End female genital mutilation
Laura Woodhouse // 6 February 2013
Today (6 February) is the International Day of Zero Tolerance to Female Genital Mutilation. The WHO defines FGM as “all procedures involving partial or total removal of the external female genitalia or other injury to the female genital organs for non-medical reasons”. It estimates that 140 million girls and women worldwide are affected by the practice, the majority in 28 African countries, and around 500,000 in Europe. Three million girls are at risk every year, including approximately 20,000 in the UK.
FGM, or FGC (female genital cutting), is a human rights abuse and a form of gender-based violence and oppression. FGM can lead to fatal bleeding, recurrent urinary and vaginal infections, severely painful menstruation, cysts, infertility and problems having sex. Women who have undergone FGM are twice as likely to die during childbirth and more likely to give birth to a stillborn baby. It has also been shown to negatively impact women’s socio-economic opportunities, as it is linked to girls dropping out of school at a young age, and studies point to a range of psychological impacts, including anxiety and depression.
FGM is performed in different cultures for a variety of reasons, related to beliefs around beauty, gender roles, health, purity, religion, sex and morality. I very much recommend Alice Walker’s Possessing the Secret of Joy, which – while a work of fiction – is a powerful illustration of how the practice is used to control women’s sexuality, limit their role within society and subjugate them to men.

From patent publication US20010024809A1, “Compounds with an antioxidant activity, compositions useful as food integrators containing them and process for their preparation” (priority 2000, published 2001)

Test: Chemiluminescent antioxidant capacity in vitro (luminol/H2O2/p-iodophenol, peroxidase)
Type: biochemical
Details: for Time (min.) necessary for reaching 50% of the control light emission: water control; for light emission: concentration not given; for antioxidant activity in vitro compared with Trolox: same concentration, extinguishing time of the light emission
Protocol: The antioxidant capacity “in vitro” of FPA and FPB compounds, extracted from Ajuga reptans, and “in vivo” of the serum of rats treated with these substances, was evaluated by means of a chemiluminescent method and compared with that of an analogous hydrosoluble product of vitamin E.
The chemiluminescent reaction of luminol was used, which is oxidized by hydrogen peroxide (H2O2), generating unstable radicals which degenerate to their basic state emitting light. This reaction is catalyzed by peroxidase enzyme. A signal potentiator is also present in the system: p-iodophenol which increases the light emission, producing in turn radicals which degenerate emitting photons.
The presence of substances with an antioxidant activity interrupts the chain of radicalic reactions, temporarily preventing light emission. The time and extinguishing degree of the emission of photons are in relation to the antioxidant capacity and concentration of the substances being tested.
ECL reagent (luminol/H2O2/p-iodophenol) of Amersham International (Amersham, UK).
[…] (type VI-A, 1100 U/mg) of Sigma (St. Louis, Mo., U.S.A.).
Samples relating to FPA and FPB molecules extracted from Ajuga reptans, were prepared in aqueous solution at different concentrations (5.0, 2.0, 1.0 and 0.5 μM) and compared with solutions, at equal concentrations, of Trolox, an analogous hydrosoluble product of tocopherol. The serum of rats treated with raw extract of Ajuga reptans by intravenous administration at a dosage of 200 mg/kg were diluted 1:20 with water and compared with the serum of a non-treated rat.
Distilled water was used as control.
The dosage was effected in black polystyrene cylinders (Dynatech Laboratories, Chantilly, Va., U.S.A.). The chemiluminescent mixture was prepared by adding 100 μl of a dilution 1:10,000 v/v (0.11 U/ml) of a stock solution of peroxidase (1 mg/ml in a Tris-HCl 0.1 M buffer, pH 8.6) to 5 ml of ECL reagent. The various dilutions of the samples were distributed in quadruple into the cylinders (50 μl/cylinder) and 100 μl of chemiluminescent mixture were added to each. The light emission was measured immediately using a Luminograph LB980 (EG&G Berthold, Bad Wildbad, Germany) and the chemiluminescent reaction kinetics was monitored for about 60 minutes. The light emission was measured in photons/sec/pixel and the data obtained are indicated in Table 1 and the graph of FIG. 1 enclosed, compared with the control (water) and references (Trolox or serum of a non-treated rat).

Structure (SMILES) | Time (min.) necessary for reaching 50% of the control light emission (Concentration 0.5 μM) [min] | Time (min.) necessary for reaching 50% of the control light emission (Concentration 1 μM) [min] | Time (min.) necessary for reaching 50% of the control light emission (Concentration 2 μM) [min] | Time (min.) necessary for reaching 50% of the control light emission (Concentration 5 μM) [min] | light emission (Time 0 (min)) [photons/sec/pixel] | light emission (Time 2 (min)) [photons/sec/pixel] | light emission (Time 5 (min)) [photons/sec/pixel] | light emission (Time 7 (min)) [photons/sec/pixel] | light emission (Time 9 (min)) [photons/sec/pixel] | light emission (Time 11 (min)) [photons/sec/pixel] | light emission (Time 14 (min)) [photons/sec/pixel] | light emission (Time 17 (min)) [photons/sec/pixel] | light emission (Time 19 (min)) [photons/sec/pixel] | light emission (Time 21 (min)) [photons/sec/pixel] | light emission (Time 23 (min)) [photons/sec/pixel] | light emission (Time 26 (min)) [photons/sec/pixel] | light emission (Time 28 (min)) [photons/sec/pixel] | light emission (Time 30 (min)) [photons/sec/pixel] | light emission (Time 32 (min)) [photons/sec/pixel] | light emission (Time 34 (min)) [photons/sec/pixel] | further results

UK charity the Orchid Project and its partner Tostan use the term “female genital cutting” rather than “female genital mutilation”, and their explanation for this choice highlights the social pressures that lead to the practice being perpetuated – often by women who have undergone it themselves:
It seems counter-intuitive, but in our experience, if there is a dominant emotion involved in FGC, it is love–because not cutting your daughter risks her entire future. As explained by a former cutter turned Tostan advocate, Oureye Sall, in communities where FGC is practiced, community members will not eat food cooked by a woman who is not cut, will not accept water from her, will not even sit with her. She will have difficulty getting married. An uncut woman is viewed as unclean and therefore unable to participate fully in the community. With these social pressures, if a family chooses not to cut their daughter, they have risked severely damaging her social status. To imply that parents are actually “mutilating” their daughters through a decision made with love and concern for her well-being is unfair to them and risks alienating and offending them rather than convincing them to abandon the practice.
In the UK, FGM has been against the law since 2004. Forward, an African Diaspora women’s campaign and support charity, has information on what to do if you suspect a UK girl is at risk of FGM. Daughters of Eve, a non-profit working to “advance and protect the physical, mental, sexual and reproductive health rights of young people from female genital mutilation practising communities” also offer advice and support on the issue.
The UN aims to see female genital mutilation/cutting end “within a generation”; it can’t come soon enough.
Photo of an orange and black butterfly against a bright blue sky by rhett maxwell, shared under a Creative Commons licence.